Wednesday, May 12, 2010

Some days are diamonds, some days are stones

This posting’s title, describing yesterday, is from one of many John Denver songs that is a favorite.

For some weeks, I have been aggressively promoting System Dynamics modeling to senior Singapore government officials with whom I am in contact. I passionately believe that this powerful approach to policy problem-solving is a natural for Singapore and that Singapore could provide a model for a governance strategy, emphasizing the long-term that will be needed if ‘sustainability” issues, threatening the survival of the human race, are to be dealt with proactively and effectively. Many elements of such a strategy are already in place. I also believe that Singapore provides a unique opportunity to have its young people become “systems citizens,” by introducing System Dynamics modeling as a requirement in secondary school curricula throughout the island. “Systems citizens” is a term coined by the System Dynamics Learning Exchange, a group comprising dedicated secondary school teachers who have introduced System Dynamics modeling in their classes, with remarkable results.

In response to earlier, promotional efforts, I was asked by officials with whom I have been dialoguing to provide examples of “how System Dynamics modeling had contributed to policy problem-solving.” To seek out the very best examples, I contacted System Dynamics Community members of long-standing who were leaders in the field. They produced a wealth of examples, making a compelling case for the approaches’ effectiveness in addressing problems of crucial importance to Singapore. I provided a concise focused summary, making the case with attachments that documented my points. In sum, I did everything years of experience have taught me about making a highly useful methodology accessible to ‘policy makers.’

Yesterday I met with those I have been seeking to influence, for lunch. While the lunch had no agenda; its purpose was social; I was hoping for some indication that my persuasive efforts might be producing some of breakthrough; some sort of paradigm shift in thinking similar to what I experienced when I first encountered System Dynamics modeling. But I received little more than polite acknowledgement. I should not have been surprised. Building credibility takes time. Achieving breakthroughs requires tenacity and patience. New ways of thinking are being injected into an ongoing culture and world view that seems to be working well and in which substantial investments have been made. Why change? My experience should have reminded me not to be disappointed with modest incremental progress, but as reflected on our conversations, enroute to my next meeting, I was.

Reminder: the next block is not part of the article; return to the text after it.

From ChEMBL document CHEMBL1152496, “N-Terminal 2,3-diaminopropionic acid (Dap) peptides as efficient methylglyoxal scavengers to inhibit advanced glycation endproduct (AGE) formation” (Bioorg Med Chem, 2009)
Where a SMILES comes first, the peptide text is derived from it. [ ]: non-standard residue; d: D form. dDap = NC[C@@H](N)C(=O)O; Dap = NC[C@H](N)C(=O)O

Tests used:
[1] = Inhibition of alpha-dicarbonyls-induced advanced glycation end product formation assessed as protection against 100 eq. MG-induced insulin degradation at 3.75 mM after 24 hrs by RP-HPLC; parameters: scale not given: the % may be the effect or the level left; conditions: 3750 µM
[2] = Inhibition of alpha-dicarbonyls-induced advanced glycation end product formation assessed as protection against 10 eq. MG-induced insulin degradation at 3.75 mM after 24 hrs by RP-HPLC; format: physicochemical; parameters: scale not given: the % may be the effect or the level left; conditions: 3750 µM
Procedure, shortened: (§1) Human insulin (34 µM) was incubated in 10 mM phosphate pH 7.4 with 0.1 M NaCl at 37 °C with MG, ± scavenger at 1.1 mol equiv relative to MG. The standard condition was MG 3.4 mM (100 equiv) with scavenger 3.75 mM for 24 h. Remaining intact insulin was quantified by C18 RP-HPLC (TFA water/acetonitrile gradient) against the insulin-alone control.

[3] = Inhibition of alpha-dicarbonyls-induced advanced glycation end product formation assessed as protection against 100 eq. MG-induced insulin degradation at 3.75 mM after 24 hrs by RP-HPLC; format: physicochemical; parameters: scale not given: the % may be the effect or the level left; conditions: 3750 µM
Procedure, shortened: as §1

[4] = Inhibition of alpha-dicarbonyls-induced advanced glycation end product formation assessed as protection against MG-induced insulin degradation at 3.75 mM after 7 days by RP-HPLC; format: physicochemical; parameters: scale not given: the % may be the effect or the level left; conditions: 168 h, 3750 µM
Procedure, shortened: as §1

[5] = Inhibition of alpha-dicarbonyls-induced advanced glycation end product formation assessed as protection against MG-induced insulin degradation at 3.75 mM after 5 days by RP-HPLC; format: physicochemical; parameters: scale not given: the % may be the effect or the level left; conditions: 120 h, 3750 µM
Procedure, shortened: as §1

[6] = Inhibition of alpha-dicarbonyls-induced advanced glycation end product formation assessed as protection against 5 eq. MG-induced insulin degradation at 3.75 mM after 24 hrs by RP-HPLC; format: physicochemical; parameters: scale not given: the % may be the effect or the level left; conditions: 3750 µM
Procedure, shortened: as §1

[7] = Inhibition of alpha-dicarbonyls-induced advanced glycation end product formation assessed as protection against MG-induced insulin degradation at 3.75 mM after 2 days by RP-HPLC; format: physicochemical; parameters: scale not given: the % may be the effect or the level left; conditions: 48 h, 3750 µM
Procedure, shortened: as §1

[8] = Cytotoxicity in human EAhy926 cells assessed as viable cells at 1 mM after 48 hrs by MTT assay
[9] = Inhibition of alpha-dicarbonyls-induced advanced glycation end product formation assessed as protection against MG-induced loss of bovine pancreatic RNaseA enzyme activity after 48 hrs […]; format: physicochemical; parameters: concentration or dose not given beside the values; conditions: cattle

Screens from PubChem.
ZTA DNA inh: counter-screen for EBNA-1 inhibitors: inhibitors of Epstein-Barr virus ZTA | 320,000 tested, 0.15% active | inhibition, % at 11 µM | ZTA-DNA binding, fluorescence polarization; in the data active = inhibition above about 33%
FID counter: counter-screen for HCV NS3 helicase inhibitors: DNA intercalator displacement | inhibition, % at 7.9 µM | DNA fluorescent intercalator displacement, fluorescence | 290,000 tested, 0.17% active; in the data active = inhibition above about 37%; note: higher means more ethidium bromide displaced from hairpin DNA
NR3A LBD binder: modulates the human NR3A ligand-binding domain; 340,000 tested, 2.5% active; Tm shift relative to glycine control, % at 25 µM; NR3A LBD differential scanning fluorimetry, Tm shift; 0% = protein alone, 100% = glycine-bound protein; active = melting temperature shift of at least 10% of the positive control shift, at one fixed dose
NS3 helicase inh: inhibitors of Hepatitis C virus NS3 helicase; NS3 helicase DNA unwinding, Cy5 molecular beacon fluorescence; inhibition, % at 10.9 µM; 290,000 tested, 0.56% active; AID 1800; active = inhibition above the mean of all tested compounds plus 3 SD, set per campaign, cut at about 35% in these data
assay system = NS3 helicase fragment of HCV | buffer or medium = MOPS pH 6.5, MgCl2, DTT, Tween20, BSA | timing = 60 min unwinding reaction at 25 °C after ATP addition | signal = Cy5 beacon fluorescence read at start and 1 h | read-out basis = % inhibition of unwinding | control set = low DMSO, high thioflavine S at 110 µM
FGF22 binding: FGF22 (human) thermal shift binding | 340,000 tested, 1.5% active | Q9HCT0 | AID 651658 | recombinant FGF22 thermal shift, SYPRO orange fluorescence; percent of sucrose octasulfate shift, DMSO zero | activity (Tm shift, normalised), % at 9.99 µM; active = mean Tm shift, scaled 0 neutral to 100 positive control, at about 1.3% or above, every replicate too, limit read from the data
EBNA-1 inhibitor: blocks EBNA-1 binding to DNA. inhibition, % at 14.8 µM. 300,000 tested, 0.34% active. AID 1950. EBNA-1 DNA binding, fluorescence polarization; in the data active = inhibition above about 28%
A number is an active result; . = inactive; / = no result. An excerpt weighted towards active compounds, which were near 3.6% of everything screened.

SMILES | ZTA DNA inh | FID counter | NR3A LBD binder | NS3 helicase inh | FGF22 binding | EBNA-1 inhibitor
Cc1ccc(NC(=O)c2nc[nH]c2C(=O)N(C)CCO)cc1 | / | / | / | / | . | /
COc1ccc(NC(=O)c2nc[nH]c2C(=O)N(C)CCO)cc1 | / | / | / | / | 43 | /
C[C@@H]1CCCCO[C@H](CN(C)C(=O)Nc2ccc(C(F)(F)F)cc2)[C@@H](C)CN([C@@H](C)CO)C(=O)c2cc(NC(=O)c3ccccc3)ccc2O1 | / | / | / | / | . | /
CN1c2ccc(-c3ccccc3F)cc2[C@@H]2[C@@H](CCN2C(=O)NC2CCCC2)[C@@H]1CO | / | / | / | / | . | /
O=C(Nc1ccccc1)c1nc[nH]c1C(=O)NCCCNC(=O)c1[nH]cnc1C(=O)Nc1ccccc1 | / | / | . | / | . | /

[The day was not a total stone. At that next meeting, I received very positive encouragement for a project to create a new higher education institution in the Maldives, moving forward on a project initiated four years ago that had been lying fallow until very recently. More about that in another posting.]

The day’s last event was attending a yoga class at the local “West Side” Community Center. My interest was inspired by a “Speaking of Faith” podcast featuring Yoga Guru Sean Corn. When I made inquiries about the class, a few days earlier, I was surprised to learn that it had an upper age limit - 55 years! Those were “the rules.” I know that rules are important in Singapore. However in response to Community Center staff inquiries, the instructor said he was willing to meet with me and allow me to attend the first class.

Though the class was billed as ‘for beginners’ most participants seemed to be taking it for the second or third time. The 75 minute regimen was arduous, though I was able to stick with it albeit with a few aches and pains. Certainly, I was not the most proficient; neither was I the least. But in our conversation afterwards the instructor said he would prefer that I not continue. While he admired my “determination and strength,” he told me, I was lacking in “suppleness.” I could not disagree. That was why I had sought to enroll. He was concerned that as sessions become more intense, I might injure myself. He would then be on the dock for making an exception to the rules. He suggested I seek out a class with a “gentler regimen.” This I intend to do.

Walking home, fixing a light dinner and completing end-of-the-day chores, I reflected on the realities of the aging process. Though I am always reminding myself that the grains of sand in my hour glass are running out - that I must use each day to the fullest - I was more conscious of this than usual. At the end of this long day I did not find the realization totally empowering. “Some days diamonds, others are stones.”

The next day (this morning) I chose the Dhammapada chapter on “Old Age” to accompany my meditation session. The first verse is entitled: “Seek the light.”

What is laughter, what is joy, when the world is ever burning?”

Shrouded by darkness, would you not seek the light?

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